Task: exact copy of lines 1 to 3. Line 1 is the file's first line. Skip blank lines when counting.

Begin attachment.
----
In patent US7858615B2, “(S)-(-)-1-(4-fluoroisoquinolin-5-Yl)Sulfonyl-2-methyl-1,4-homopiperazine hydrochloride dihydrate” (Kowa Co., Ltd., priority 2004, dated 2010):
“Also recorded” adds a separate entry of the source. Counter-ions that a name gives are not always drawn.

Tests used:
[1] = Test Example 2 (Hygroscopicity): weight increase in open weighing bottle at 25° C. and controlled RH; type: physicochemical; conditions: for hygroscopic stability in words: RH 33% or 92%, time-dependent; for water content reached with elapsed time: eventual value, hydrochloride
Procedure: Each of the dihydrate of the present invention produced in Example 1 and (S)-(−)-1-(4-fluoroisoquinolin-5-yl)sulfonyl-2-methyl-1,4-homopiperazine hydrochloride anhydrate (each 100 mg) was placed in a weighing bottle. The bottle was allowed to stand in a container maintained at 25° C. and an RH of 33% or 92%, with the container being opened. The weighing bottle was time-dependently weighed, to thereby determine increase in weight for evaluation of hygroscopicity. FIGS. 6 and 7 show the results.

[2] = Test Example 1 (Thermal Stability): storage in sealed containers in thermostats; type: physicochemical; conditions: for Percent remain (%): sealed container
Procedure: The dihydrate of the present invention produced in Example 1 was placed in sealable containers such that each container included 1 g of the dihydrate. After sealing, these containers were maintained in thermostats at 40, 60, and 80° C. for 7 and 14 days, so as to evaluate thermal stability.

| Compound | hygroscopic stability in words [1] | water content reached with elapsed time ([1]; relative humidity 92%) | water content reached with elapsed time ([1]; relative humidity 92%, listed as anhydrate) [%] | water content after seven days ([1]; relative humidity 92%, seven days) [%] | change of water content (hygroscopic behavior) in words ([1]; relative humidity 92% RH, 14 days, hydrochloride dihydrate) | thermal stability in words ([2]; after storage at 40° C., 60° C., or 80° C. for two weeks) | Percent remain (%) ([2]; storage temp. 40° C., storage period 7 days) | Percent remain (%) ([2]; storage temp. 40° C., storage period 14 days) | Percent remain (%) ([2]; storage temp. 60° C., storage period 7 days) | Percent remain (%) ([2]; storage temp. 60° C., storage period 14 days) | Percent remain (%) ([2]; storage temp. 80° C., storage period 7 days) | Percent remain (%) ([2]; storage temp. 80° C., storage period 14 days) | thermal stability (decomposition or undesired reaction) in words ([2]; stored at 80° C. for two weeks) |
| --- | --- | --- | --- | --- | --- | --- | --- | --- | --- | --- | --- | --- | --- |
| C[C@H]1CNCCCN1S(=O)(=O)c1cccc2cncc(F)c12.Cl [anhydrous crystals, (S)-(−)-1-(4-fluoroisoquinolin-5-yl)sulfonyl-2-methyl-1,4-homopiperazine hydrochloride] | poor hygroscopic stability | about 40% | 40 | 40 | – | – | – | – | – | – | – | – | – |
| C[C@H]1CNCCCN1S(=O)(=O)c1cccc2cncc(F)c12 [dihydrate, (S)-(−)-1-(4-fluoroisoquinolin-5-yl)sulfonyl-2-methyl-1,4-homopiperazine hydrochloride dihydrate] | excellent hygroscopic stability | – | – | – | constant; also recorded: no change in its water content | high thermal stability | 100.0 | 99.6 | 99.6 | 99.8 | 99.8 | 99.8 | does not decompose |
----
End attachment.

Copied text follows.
In patent US7858615B2, “(S)-(-)-1-(4-fluoroisoquinolin-5-Yl)Sulfonyl-2-methyl-1,4-homopiperazine hydrochloride dihydrate” (Kowa Co., Ltd., priority 2004, dated 2010):
“Also recorded” adds a separate entry of the source. Counter-ions that a name gives are not always drawn.

Tests used: